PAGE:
- Unity Theatre, Liverpool
- North West England
I have been having an (episodic) conversation about artist Nina Edge’s work for over thirteen years, commencing with a commissioned essay for Independents Liverpool Biennale in 2006 on her ‘Nothing is Private’ installation at her home at 40 Kelvin Grove in Toxteth, Liverpool and brought up to date on a very wet summer day in Liverpool in 2019 with her drawing project ‘Ritual Bombardment in the Charnel House of Power’, made as part of Unity Theatre’s Light-night ‘Ritual of Voting’ programme. I have to say I like Edge’s work because I like her politics, and I have enjoyed and continue to enjoy the continuity of her attention, respect for social justice and community, care and scale of thought and reach she brings to her projects, work and manner. Enmeshing craft and hand-made sensibilities with contemporary print technologies and forms of protest and display, her work appears on advertising hoardings, postcards, textiles, net curtains and sculptures made from keys and money – her projects are a series of interconnected radical acts that bring the practices of life and its politics closer to the practices of art. Like me she is actively anti-austerity; that fiction-based narrative from the right-wing, which was designed to cut out an entire generation and class from access to resources, platforms, a right to speak, be heard, to be visible and be represented – a cessation of debate. While it has to be noted austerity and its methods have generated specific and long term hardships for women.1 And now we have Brexit.
‘Ritual Bombardment In The Charnel House of Power’ made up of a series of stark pen drawings on aging cartridge paper looks to social media, online platforms and digital technologies , often authored by anonymous agencies and actors, as an implements of influence, social or political manipulation and targeted opinion-making. Across a series of theatrical, illustrative vignettes Edge catalogues the archetypes, codes and characteristics of online behaviours. Thoughts of as ‘dramatic fictions’ and installed in a long vestibule outside of a theatre space these works on paper, which clustered together appear like a filmic storyboard or animation, describe personal interactions with social media through its increasingly negative, desperate and addictive agency. Here in pared-down simple drawn gestures are the ‘Poisoners’, the ‘Harmers’, the ‘Inflamers’, the ‘Blamers’, ‘Dripfeeders’ and ‘Onlookers’ in a cast of the technologically down-beaten and weary. What she connects in these drawings in the fantasy of online platforms and the real-world situations it engulfs. What Edge is drawing upon here is anger, desperation, fear and tension, distributed within mobile screens, waiting at the surface, one swipe away.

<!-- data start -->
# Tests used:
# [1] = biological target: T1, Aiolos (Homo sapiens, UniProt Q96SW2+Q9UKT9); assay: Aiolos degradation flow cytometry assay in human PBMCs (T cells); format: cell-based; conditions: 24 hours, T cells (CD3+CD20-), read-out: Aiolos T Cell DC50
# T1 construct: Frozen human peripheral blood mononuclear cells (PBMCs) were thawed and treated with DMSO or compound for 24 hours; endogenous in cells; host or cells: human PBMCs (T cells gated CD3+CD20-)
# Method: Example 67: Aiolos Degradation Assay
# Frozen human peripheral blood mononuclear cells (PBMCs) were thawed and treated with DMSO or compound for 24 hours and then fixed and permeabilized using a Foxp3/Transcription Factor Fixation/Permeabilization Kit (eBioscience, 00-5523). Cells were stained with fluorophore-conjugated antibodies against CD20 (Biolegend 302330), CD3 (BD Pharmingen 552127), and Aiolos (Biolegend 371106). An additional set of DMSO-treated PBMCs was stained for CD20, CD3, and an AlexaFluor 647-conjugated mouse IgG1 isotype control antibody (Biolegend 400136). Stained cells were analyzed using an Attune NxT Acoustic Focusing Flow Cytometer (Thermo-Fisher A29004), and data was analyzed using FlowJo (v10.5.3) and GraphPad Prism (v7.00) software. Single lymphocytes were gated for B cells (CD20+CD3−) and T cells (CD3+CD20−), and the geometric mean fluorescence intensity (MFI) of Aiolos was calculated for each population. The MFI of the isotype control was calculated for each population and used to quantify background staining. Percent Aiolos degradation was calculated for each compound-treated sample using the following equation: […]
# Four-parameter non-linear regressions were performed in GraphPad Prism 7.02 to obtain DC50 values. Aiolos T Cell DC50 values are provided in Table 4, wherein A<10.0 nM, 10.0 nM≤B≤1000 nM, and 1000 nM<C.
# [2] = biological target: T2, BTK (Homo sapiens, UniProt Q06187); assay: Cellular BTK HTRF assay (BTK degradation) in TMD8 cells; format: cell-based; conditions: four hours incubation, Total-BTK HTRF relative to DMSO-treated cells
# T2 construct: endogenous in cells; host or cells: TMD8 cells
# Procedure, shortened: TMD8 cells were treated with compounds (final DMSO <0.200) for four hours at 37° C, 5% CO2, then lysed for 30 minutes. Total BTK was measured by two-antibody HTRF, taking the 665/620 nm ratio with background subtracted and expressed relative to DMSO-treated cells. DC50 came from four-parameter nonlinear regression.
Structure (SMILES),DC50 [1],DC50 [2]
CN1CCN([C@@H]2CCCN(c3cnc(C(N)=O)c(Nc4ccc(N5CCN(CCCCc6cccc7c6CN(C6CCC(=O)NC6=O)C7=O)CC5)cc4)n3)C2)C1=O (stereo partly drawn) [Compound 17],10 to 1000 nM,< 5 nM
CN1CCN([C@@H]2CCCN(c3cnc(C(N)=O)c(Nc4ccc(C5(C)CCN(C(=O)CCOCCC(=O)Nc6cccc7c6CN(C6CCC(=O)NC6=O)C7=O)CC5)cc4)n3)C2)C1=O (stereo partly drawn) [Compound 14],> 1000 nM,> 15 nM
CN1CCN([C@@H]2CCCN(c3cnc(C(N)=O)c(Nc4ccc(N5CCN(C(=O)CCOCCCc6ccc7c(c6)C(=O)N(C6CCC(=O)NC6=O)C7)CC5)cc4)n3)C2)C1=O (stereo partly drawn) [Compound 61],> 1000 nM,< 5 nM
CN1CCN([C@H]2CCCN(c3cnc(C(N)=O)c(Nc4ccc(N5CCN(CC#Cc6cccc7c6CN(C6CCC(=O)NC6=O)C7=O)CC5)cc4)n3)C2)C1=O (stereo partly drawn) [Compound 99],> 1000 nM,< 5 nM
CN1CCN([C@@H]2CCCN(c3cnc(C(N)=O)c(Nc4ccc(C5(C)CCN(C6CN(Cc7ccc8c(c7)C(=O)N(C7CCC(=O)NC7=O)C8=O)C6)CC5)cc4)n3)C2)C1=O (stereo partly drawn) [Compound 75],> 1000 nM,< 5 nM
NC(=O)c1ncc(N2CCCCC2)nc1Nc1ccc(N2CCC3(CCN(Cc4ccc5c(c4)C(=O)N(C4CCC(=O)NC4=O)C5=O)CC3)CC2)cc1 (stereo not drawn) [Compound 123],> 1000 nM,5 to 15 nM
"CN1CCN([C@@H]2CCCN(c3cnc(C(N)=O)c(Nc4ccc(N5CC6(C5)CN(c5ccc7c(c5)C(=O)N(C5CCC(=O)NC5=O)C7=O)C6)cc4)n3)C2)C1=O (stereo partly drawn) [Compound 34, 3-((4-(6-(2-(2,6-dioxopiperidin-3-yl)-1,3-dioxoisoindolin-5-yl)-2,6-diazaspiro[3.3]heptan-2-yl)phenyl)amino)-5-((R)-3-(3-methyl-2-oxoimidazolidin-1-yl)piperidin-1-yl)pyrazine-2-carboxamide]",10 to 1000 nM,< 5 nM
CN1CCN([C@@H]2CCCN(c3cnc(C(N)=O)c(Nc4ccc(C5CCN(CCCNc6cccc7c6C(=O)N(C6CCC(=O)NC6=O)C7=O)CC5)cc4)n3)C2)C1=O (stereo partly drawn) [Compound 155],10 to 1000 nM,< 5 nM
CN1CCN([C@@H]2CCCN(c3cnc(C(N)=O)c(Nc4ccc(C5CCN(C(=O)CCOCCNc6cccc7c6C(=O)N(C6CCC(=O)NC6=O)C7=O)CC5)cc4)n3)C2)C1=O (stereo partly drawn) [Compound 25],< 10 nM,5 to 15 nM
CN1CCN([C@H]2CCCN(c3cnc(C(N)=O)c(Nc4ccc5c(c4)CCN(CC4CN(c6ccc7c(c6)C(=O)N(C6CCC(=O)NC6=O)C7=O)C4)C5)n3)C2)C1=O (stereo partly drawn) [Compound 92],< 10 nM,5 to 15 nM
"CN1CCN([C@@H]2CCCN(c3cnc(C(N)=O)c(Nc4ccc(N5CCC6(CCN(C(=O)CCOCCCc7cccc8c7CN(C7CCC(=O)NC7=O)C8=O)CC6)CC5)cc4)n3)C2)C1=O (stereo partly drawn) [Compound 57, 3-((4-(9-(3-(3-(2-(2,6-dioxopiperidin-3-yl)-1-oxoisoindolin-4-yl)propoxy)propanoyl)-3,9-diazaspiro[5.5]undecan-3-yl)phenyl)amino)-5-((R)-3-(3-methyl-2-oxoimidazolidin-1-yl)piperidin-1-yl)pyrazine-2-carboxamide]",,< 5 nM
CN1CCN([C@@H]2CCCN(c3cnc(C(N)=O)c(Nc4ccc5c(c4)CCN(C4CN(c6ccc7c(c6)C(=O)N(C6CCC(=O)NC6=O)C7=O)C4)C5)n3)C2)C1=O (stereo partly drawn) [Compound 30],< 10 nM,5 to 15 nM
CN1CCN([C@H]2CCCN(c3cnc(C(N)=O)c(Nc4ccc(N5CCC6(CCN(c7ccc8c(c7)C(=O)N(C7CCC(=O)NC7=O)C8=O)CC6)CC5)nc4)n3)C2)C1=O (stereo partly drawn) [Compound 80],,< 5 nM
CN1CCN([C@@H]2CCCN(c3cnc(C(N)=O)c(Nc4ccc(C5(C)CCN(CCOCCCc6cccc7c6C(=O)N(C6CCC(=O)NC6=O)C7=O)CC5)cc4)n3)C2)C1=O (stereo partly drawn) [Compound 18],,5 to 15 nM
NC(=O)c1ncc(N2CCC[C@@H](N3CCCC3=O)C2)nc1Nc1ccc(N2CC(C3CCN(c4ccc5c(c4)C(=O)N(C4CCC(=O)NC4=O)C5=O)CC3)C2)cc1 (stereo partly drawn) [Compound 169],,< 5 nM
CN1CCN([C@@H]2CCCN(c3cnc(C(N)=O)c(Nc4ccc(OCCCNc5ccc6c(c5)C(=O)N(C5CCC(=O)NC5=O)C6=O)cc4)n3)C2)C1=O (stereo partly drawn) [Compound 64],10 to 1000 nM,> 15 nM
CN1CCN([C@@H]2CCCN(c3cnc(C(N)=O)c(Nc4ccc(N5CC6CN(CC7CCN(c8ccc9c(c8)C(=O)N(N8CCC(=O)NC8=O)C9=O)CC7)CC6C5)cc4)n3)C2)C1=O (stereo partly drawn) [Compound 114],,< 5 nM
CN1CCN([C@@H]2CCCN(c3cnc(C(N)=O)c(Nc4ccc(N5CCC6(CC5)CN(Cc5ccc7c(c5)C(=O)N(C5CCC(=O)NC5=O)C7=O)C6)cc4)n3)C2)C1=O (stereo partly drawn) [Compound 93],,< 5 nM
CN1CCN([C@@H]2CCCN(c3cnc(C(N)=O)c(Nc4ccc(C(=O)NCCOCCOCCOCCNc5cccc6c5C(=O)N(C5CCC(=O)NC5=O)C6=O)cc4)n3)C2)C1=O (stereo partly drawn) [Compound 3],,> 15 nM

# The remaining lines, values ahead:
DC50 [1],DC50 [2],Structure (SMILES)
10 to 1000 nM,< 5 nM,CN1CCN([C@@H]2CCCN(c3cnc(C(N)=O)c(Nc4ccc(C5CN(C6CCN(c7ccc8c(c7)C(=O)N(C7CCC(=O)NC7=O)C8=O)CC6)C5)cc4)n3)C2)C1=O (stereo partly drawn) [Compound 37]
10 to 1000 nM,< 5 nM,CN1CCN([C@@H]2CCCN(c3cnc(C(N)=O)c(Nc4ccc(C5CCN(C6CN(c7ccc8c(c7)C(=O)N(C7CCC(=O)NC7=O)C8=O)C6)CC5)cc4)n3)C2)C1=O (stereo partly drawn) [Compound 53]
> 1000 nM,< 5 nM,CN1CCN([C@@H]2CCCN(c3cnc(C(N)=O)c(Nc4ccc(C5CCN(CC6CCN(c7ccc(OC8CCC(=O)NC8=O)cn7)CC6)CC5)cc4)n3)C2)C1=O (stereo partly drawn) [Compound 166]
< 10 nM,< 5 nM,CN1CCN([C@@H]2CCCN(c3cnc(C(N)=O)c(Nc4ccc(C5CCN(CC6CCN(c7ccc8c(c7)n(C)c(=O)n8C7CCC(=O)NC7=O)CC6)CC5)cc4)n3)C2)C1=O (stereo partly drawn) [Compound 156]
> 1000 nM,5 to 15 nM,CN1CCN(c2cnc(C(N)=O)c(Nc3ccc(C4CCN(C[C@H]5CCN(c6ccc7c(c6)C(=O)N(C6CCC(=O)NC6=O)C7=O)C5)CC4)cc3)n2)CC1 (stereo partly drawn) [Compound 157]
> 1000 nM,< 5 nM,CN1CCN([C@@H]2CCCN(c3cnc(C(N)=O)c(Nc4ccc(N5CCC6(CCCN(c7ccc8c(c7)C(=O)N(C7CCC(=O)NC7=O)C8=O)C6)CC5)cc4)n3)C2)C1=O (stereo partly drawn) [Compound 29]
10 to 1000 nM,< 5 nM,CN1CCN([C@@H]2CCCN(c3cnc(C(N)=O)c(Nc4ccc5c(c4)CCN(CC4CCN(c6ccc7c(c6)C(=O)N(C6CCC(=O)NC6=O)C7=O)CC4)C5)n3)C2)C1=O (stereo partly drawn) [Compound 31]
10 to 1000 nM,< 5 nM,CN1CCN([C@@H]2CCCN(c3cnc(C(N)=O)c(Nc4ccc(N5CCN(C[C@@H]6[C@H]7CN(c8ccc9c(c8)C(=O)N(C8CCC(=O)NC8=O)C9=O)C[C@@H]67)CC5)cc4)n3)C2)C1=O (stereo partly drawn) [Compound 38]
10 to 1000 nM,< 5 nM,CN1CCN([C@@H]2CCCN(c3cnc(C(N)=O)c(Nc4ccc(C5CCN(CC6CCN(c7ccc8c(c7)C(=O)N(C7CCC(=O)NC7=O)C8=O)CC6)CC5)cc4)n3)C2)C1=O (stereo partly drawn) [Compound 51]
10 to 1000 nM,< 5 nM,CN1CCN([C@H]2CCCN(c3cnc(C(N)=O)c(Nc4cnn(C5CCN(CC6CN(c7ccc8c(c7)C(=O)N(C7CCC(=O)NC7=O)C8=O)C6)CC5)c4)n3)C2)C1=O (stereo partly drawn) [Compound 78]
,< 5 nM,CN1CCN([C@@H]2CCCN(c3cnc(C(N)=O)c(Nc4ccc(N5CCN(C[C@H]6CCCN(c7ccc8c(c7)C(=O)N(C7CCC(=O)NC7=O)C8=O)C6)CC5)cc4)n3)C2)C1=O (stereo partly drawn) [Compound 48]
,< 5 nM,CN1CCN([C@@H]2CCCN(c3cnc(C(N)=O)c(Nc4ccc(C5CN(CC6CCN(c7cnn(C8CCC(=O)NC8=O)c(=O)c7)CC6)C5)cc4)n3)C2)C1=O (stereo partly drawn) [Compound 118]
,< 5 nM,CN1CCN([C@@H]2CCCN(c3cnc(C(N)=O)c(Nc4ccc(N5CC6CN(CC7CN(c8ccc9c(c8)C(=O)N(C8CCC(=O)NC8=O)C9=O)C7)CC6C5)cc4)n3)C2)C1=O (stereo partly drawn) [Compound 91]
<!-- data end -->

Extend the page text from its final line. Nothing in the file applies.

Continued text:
I like to think of these works connected to histories of political cartoons, lampooning, satire, parody and social commentary from William Hogarth and James Gillray through to Steve Bell and Martin Rowson but alongside these journalistic narratives are references to contemporary art and experimental animation. To my mind I see aspects of the works of David Shrigley here, of Czech stop-frame animation pioneer Jan Švankmajer, especially his work ‘Dimensions of Dialogue’ from 1982, and to artists like Raymond Pettibon, Paul Noble and Susan Hiller, specifically in her work on extreme violence inhabiting the world of Punch and Judy in her seminal multi-screen work ‘An Entertainment’ from 1990.
Best of all in Edge’s suite of often times quite brutal bodily-aware, emotionally-aware drawings are a grouping of white-on-white renderings that at first give the impression of being drawn with invisible ink. This set of work illuminate what Edge’s practice often excels at: the smallest details in larger, broader expressions inviting closer, intimate inspection – literally drawing us closer to her world. These white drawings, almost impossible to document and photograph, requesting your presence, while eschewing forms of social media interaction, represent things we cannot see, specifically the tactics of the ‘invisible’ political or social influencers.
Several months ago for the online journal This is Tomorrow I wrote about Phil Collins’ video work ‘Ceremony,’ (2018) 2 a ’journalistic video essay structured as a complex melding of transnational road movie, rumination on the (in)visibility of public monuments, archival political portrait and ideological time and image machine.’ And in that text I drew upon academic Dr Andrea Philips’s initiative How to Work Together (2014) 3, which looks at how individual and institutions operate, especially in increasingly neo-liberal austerity-led scenarios and economies, alongside the creeping privatization of arts funding, the toxic Murdoch-backed Freelands Foundation for example, demonstrates or expresses their politics. To my mind what then connect Collins and Edge is this desire to cut through the ‘charade’ of contemporary politics, culture, economics and hold agencies and actors of power, tech-companies, governments, politicians, curators, economists whatever, to account for their actions, holding a light up to these political expressions and in turn for individuals to understand and draw attention to how we have become willing participants in these manipulative games.